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Parents appeal for council-run nurseries to be saved from closure

Camden to shake-up provision

24 January, 2020 — By Helen Chapman

Parents at Hampden Nursery in Somers Town

PARENTS rallied in Somers Town on Tuesday morning in protest at council proposals to shut down their children’s nurseries.

The anger comes after a consultation survey was launched by Camden over the future of Hampden Nursery, Gospel Oak Nursery, Konstam Nursery in Highgate and Kilburn Grange.

All four could be closed down in a Town Hall shake-up.

Shabli Kadir, a parent at Hampden Nursery in Polygon Road, Somers Town, said: “It is quite a shock to hear of these plans. I had postnatal depression and even coming here for just three hours a day really helped. The staff are amazing. If I ever have concerns they listen. When parents drop off their children, the staff tell them to help themselves to tea and coffee in the staff room. Not a lot of places do that.”

Over 1,000 have signed a petition since last week calling for the Gospel Oak Nursery to be saved. Camden says the number of three- and four-year-olds in Camden has decreased by around 500 in the past three years, with some wards having seen a reduction of at least 20 per cent.

The council is also looking to make £600,000 worth of savings in their Early Years provision budget. In summer last year Hampden nursery had 26 children on its roll, down from 32 in 2018. It has the capacity for 40. A falling birth rate has also been blamed for the potential closure of Carlton Primary School, while St Aloysius School in Somers Town has already shut. But parents insist the nursery is more than the numbers.

Nasima Begum, another parent, said: “The nursery doesn’t only support the children, they support the parents too. I have one child and I am looking to get back into work but I don’t know how I will do that if this place closes. “The staff are amazing here. There’s one who I call Superstar Sandra – I think my daughter will be talking about her for the rest of her life. “I see the council as the big bad wolf. They need to put the money where it matters.”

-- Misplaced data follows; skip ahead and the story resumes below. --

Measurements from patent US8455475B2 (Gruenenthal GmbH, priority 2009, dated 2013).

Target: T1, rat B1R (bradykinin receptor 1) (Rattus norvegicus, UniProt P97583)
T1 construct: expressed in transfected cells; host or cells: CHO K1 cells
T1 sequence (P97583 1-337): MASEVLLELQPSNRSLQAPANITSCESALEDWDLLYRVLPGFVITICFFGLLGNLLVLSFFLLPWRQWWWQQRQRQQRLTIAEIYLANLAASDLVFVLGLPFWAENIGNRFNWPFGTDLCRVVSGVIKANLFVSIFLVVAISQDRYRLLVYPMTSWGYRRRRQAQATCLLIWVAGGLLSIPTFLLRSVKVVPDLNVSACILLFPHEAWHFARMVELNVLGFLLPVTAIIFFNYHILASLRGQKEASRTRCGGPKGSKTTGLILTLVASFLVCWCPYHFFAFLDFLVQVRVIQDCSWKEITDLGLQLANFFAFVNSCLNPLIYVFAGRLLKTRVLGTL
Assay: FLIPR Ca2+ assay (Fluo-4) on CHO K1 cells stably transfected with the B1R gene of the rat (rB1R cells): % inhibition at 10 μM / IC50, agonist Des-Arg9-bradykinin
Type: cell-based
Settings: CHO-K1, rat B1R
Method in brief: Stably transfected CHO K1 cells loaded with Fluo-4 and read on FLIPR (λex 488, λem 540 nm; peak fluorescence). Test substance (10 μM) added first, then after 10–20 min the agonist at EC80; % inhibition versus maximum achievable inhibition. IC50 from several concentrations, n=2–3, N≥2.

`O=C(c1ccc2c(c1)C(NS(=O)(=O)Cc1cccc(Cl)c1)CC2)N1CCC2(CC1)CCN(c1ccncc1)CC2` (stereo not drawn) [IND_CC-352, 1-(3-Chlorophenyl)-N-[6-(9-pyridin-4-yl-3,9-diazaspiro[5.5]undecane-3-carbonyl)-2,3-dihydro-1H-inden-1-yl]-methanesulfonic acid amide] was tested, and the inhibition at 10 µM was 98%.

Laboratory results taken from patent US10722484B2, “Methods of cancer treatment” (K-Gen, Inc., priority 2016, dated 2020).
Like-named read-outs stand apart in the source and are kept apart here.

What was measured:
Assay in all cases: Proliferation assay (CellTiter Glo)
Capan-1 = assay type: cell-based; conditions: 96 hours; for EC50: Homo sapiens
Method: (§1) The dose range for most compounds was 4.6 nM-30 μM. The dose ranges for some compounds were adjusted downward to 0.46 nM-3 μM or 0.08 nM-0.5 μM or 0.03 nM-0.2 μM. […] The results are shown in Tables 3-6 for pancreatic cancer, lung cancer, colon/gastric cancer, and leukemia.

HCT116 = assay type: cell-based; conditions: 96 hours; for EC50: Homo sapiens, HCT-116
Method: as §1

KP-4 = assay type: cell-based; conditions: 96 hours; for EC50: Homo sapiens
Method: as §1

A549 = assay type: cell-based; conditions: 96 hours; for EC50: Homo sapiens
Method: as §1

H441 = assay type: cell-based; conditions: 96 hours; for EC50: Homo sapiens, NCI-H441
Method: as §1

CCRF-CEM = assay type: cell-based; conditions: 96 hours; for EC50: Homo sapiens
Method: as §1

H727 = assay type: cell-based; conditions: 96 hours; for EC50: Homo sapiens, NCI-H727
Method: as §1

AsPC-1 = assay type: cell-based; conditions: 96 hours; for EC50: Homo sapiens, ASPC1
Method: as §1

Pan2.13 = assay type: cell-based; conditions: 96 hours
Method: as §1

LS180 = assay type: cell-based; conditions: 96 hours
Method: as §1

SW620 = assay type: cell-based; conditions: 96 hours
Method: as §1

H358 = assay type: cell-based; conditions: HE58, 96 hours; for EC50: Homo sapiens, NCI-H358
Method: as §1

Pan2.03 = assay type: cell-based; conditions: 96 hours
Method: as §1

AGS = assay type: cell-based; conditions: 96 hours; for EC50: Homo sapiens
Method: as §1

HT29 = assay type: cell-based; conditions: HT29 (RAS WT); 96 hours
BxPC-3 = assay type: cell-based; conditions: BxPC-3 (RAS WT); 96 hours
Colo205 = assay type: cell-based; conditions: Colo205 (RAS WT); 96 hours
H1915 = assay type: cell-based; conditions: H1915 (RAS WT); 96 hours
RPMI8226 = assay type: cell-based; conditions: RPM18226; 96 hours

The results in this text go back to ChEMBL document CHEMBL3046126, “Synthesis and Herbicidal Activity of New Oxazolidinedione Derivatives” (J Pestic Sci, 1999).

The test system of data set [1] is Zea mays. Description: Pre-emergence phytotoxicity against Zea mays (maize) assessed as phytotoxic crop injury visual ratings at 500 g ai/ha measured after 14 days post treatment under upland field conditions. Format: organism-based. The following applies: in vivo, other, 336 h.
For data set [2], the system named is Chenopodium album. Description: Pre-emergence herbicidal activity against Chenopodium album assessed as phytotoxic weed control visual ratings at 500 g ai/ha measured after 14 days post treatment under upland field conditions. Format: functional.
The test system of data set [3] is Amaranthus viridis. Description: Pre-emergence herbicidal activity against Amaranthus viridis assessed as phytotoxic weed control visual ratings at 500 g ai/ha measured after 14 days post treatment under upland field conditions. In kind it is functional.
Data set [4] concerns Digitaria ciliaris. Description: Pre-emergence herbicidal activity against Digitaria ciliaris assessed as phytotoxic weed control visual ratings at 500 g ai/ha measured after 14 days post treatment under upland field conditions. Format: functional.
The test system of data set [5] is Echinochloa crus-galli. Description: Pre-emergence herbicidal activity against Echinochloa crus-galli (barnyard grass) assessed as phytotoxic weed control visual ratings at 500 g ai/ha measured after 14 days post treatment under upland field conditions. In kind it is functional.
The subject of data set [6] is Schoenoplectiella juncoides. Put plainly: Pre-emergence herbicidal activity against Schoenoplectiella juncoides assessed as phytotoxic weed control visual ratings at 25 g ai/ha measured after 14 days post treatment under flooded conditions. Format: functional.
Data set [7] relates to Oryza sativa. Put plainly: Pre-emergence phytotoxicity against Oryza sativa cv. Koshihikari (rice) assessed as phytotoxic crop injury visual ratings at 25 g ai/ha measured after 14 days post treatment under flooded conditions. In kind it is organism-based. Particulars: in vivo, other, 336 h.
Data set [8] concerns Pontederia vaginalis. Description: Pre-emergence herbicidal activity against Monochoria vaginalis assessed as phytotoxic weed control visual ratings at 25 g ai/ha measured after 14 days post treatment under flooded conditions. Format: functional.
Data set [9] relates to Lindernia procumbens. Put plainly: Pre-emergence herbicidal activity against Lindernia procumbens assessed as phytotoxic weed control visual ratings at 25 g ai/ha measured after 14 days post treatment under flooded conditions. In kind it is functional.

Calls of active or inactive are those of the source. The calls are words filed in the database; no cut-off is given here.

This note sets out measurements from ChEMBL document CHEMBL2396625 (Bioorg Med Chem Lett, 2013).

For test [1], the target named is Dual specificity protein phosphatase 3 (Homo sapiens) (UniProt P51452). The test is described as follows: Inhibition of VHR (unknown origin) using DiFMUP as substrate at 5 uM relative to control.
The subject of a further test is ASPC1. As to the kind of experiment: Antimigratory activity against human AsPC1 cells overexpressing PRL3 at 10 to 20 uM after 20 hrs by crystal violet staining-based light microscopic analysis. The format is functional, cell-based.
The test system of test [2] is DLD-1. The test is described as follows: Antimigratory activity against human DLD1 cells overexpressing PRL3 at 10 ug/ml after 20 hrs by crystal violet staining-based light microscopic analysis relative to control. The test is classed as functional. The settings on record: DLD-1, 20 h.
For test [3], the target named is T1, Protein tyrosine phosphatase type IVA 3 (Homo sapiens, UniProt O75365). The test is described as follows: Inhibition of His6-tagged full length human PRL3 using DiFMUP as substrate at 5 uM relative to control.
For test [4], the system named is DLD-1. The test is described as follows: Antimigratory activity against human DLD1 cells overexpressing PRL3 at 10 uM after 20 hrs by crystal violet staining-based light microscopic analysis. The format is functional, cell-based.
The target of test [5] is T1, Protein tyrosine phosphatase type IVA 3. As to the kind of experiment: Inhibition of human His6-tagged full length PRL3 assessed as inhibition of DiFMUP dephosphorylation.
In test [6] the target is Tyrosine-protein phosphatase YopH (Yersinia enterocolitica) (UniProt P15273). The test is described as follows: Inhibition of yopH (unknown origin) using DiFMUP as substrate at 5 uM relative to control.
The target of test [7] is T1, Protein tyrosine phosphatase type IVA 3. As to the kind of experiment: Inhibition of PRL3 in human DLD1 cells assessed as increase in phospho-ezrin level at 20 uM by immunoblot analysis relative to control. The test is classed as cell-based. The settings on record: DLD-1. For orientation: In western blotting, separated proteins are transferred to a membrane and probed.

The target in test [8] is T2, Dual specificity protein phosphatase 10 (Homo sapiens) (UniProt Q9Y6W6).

The protest held at Hampden Nursery on Tuesday was organised by the UNISON union who are campaigning with parents in a bid to see the closures averted.

Rita Rahman, has two children aged five and three who no longer go to the nursery.

She said: “The staff have been here so long they are part of the furniture. My children are not here anymore but they still talk about the staff.”

Councillor Angela Mason, cabinet member for best start for children and families, said: “The council is consulting on proposals for our early years services to provide a greater focus on children’s crucial first 1,001 days of life [from birth to two years old]. Our proposed new approach would aim to narrow the gap of achievement and wellbeing between disadvantaged children and others in the borough. The proposed changes also aim to address the high level of vacancies in council and school nurseries and make better use of nurseries based in local primary schools, which would in turn help those schools to recruit more pupils.

She added: “The consultation, which runs until February 12, has been publicised on our website, via social media and email bulletins, as well as with printed publicity in nurseries and children’s centres. However, because the Gospel Oak Nursery meeting for parents took place early in the consultation we’ve arranged a further meeting for parents at that nursery on February 4.

“Our preferred option, as set out in the consultation, is not to close any of our early years buildings but for four of our council-run nurseries, including Gospel Oak Nursery, to become Sure Start children’s centres, offering a range of early years and family support services focused on children’s first 1001 days, including support for things like speech and language therapy.”

Meanwhile, Hampstead and Kilburn MP Tulip Siddiq spoke in Parliament this week about councils underspending on their early years budget due to a lack of funding for special needs (SEN) provision. She said: “If money has been set aside to give children the best start in life then it should not be used to plug the gap in other parts of the budget.”

Secretary of State for Education Gavin Williamson said: “These are matters for the local authority to decide how they allocate the funding to providers in their local authority area. “We have announced a £66million increase in funding for early years. I think that is a good settlement and is the first year before we come into the spending review period.”


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